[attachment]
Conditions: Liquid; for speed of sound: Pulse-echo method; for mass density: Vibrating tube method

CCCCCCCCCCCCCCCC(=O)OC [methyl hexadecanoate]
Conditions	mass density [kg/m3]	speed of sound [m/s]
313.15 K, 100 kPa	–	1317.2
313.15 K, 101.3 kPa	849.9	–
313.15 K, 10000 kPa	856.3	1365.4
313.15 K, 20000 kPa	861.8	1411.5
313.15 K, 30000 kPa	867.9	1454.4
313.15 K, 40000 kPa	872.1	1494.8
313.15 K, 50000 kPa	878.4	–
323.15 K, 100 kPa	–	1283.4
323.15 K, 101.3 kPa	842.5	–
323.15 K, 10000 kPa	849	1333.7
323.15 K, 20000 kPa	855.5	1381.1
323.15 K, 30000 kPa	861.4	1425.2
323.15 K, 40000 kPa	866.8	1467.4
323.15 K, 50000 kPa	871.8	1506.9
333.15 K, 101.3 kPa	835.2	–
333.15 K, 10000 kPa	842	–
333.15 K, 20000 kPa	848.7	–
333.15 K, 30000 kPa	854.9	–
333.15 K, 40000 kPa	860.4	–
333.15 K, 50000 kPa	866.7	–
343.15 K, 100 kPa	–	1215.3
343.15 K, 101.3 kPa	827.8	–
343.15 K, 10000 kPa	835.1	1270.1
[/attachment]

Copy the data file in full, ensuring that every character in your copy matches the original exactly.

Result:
Conditions: Liquid; for speed of sound: Pulse-echo method; for mass density: Vibrating tube method

CCCCCCCCCCCCCCCC(=O)OC [methyl hexadecanoate]
Conditions	mass density [kg/m3]	speed of sound [m/s]
313.15 K, 100 kPa	–	1317.2
313.15 K, 101.3 kPa	849.9	–
313.15 K, 10000 kPa	856.3	1365.4
313.15 K, 20000 kPa	861.8	1411.5
313.15 K, 30000 kPa	867.9	1454.4
313.15 K, 40000 kPa	872.1	1494.8
313.15 K, 50000 kPa	878.4	–
323.15 K, 100 kPa	–	1283.4
323.15 K, 101.3 kPa	842.5	–
323.15 K, 10000 kPa	849	1333.7
323.15 K, 20000 kPa	855.5	1381.1
323.15 K, 30000 kPa	861.4	1425.2
323.15 K, 40000 kPa	866.8	1467.4
323.15 K, 50000 kPa	871.8	1506.9
333.15 K, 101.3 kPa	835.2	–
333.15 K, 10000 kPa	842	–
333.15 K, 20000 kPa	848.7	–
333.15 K, 30000 kPa	854.9	–
333.15 K, 40000 kPa	860.4	–
333.15 K, 50000 kPa	866.7	–
343.15 K, 100 kPa	–	1215.3
343.15 K, 101.3 kPa	827.8	–
343.15 K, 10000 kPa	835.1	1270.1